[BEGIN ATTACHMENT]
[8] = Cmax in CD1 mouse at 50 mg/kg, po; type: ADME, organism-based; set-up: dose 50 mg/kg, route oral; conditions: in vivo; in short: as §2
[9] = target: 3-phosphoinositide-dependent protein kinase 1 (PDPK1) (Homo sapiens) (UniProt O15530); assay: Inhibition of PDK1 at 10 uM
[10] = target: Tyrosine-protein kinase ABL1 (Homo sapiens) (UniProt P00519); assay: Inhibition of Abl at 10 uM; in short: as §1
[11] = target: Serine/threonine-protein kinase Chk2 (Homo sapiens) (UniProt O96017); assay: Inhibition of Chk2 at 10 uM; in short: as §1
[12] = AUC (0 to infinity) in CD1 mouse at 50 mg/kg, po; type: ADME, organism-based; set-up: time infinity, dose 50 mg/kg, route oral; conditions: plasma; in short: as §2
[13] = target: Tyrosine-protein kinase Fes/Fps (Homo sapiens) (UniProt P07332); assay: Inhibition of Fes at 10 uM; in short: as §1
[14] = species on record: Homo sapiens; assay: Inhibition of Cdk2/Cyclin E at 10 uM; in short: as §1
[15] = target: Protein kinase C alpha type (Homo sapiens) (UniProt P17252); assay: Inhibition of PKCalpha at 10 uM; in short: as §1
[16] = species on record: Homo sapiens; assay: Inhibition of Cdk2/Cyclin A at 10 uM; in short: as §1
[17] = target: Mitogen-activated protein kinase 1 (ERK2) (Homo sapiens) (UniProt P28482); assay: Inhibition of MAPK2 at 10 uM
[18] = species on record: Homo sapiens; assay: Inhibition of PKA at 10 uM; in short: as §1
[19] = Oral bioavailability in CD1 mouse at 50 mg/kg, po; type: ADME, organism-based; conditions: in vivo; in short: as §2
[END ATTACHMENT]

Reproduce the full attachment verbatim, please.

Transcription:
[8] = Cmax in CD1 mouse at 50 mg/kg, po; type: ADME, organism-based; set-up: dose 50 mg/kg, route oral; conditions: in vivo; in short: as §2
[9] = target: 3-phosphoinositide-dependent protein kinase 1 (PDPK1) (Homo sapiens) (UniProt O15530); assay: Inhibition of PDK1 at 10 uM
[10] = target: Tyrosine-protein kinase ABL1 (Homo sapiens) (UniProt P00519); assay: Inhibition of Abl at 10 uM; in short: as §1
[11] = target: Serine/threonine-protein kinase Chk2 (Homo sapiens) (UniProt O96017); assay: Inhibition of Chk2 at 10 uM; in short: as §1
[12] = AUC (0 to infinity) in CD1 mouse at 50 mg/kg, po; type: ADME, organism-based; set-up: time infinity, dose 50 mg/kg, route oral; conditions: plasma; in short: as §2
[13] = target: Tyrosine-protein kinase Fes/Fps (Homo sapiens) (UniProt P07332); assay: Inhibition of Fes at 10 uM; in short: as §1
[14] = species on record: Homo sapiens; assay: Inhibition of Cdk2/Cyclin E at 10 uM; in short: as §1
[15] = target: Protein kinase C alpha type (Homo sapiens) (UniProt P17252); assay: Inhibition of PKCalpha at 10 uM; in short: as §1
[16] = species on record: Homo sapiens; assay: Inhibition of Cdk2/Cyclin A at 10 uM; in short: as §1
[17] = target: Mitogen-activated protein kinase 1 (ERK2) (Homo sapiens) (UniProt P28482); assay: Inhibition of MAPK2 at 10 uM
[18] = species on record: Homo sapiens; assay: Inhibition of PKA at 10 uM; in short: as §1
[19] = Oral bioavailability in CD1 mouse at 50 mg/kg, po; type: ADME, organism-based; conditions: in vivo; in short: as §2